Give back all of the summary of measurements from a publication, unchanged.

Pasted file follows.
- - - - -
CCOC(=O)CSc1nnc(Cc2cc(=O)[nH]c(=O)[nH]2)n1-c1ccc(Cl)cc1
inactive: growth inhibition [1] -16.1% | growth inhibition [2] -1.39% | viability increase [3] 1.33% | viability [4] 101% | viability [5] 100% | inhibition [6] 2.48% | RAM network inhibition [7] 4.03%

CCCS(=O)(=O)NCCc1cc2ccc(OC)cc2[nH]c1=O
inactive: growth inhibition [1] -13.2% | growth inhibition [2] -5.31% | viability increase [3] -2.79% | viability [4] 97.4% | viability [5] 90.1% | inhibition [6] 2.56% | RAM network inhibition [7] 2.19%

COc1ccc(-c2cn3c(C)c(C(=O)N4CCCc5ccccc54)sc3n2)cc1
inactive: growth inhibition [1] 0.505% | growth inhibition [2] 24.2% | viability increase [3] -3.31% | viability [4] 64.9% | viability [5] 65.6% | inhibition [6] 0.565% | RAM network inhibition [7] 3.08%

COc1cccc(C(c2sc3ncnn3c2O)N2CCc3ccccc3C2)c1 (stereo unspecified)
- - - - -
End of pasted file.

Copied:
CCOC(=O)CSc1nnc(Cc2cc(=O)[nH]c(=O)[nH]2)n1-c1ccc(Cl)cc1
inactive: growth inhibition [1] -16.1% | growth inhibition [2] -1.39% | viability increase [3] 1.33% | viability [4] 101% | viability [5] 100% | inhibition [6] 2.48% | RAM network inhibition [7] 4.03%

CCCS(=O)(=O)NCCc1cc2ccc(OC)cc2[nH]c1=O
inactive: growth inhibition [1] -13.2% | growth inhibition [2] -5.31% | viability increase [3] -2.79% | viability [4] 97.4% | viability [5] 90.1% | inhibition [6] 2.56% | RAM network inhibition [7] 2.19%

COc1ccc(-c2cn3c(C)c(C(=O)N4CCCc5ccccc54)sc3n2)cc1
inactive: growth inhibition [1] 0.505% | growth inhibition [2] 24.2% | viability increase [3] -3.31% | viability [4] 64.9% | viability [5] 65.6% | inhibition [6] 0.565% | RAM network inhibition [7] 3.08%

COc1cccc(C(c2sc3ncnn3c2O)N2CCc3ccccc3C2)c1 (stereo unspecified)